It was pretty bizarre when I went back to Vegas, you know, because I started getting a name for myself, and then that’s when, not too long after that, I got the gig at the Hilton orchestra. I stayed there a good eight years and on the band was James Moody, tenor player, phenomenal player, became like a father image to me, also. Carl Fontana, the great trombone player one of the best in the world if not the best in the world, Sam Noto to a great trumpet player coming out of Stan Kenton, Alex Acuna was on the band for a little while. He later went with Weather Report. It was a phenomenal band, phenomenal, some other players perhaps you had never heard of. We did all the TV shows there because they did them at the Hilton. So I got experience with television work.
Alex: and relying on the ability to read and play nice with others.
Tony: You have to read, you know, because the pressure is on. I became a good reader on the gig and when I had some spots in my reading that I had to work on I would go into LA on my day off and study. I studied with Joe Valenti who was orchestra leader at the LA Philharmonic as he was teaching sight reading to old studio guys, whatever little glitches, and you know the things they had to like, brush up on. He really helped me a lot.
Alex: It sounds like you were constantly looking to improve and learn from everyone you were exposed to. It’s great that you share those lessons with your students. Were there any special techniques developed along the way?
Tony: I have a picking technique that comes from the violin.
I studied with this picking genius at right hand plectrum technique because he was initially a violinist. He went way back to working with the old Paul Whiteman Orchestra and Eugene Ormandy. He was a violinist before the guitar was popular, his name was Joe Sgro.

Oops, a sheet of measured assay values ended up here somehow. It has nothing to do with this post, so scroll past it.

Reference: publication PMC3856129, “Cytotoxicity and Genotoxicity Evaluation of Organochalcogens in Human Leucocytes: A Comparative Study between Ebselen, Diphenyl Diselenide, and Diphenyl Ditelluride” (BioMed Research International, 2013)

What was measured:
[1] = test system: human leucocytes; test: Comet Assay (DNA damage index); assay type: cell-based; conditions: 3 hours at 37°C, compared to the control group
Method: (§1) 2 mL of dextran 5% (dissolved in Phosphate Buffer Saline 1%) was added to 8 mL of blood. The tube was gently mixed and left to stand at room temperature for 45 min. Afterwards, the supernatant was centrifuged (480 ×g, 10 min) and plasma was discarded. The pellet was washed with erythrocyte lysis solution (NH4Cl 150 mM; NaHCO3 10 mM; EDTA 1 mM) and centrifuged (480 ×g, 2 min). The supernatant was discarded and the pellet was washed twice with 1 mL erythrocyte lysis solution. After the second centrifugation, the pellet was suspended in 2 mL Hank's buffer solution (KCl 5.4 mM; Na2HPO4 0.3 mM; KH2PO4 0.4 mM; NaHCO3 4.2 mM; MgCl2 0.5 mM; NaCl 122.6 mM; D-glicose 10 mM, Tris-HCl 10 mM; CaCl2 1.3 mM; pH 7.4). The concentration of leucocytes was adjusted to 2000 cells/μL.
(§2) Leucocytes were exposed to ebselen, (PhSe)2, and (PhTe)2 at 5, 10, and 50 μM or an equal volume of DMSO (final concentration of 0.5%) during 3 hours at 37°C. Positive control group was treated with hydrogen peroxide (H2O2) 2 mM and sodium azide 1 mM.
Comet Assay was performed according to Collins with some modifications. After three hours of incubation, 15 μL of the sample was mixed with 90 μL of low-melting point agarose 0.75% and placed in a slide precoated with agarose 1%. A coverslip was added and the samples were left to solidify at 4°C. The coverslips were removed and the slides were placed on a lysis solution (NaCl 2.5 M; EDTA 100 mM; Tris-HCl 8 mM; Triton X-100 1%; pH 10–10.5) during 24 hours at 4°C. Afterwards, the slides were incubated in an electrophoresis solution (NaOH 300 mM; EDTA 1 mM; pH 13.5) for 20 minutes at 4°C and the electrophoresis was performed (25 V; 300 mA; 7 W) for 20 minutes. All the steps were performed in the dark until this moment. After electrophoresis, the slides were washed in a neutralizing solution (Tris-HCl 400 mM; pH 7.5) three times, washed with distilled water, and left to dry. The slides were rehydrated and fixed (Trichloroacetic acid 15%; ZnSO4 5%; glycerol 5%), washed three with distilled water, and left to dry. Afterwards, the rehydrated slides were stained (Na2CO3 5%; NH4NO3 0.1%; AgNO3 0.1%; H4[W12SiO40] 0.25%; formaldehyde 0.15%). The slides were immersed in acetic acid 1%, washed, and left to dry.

Chefs create art for the eyes, nose, and tongue. Rightfully so, we have come to expect our food to look good, smell good and taste good. There are exceptions to the rule, […]
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Known for a special quality of light especially on the East End, Long Island has always been home to great and famous artists. Some of those artists were born and raised here, others were transient, coming here seasonally for the light or social life. The Hamptons still host artists of all kinds.
I WANT THE COVER! Almost every call I pick up for Long Island Portfolio, from an artist or their agent, gallery owner, clothing designer or restaurant owner, starts with those words. I am not sorry to say, the cover is not for sale. Each issue of LI Portfolio is dedicated to timely themes. Art for the cover should be attention grabbing…
We surround people with talent and vision but are often unable to see or experience for ourselves because it is buried in basements, towns and cities, churches and vfw halls, and even on street corners. I believe he is back in school in Virginia, but singer and performing artist Finnbar Mac (Finn MacDevitt) can be seen busking around Huntington with his guitar case open for donations. I want to see him on stage at The Paramount and hear his music on Spotify.
Our first cover is graced with local artist Robyn Bellospirito. Robyn, all by herself represents painters and dancers and photographers, models, costume designers and character creators. We have collaborated on several projects and she shares the collaborative effort, joint art design. I forgot to mention she also sings and creates music. I would love to help get her story and work in front of a greater audience and help her sell her work. Wouldn’t you? She is so creative, imagine she could devote her time to her artistic expression and not her day job (which is also creative, as she is a writer)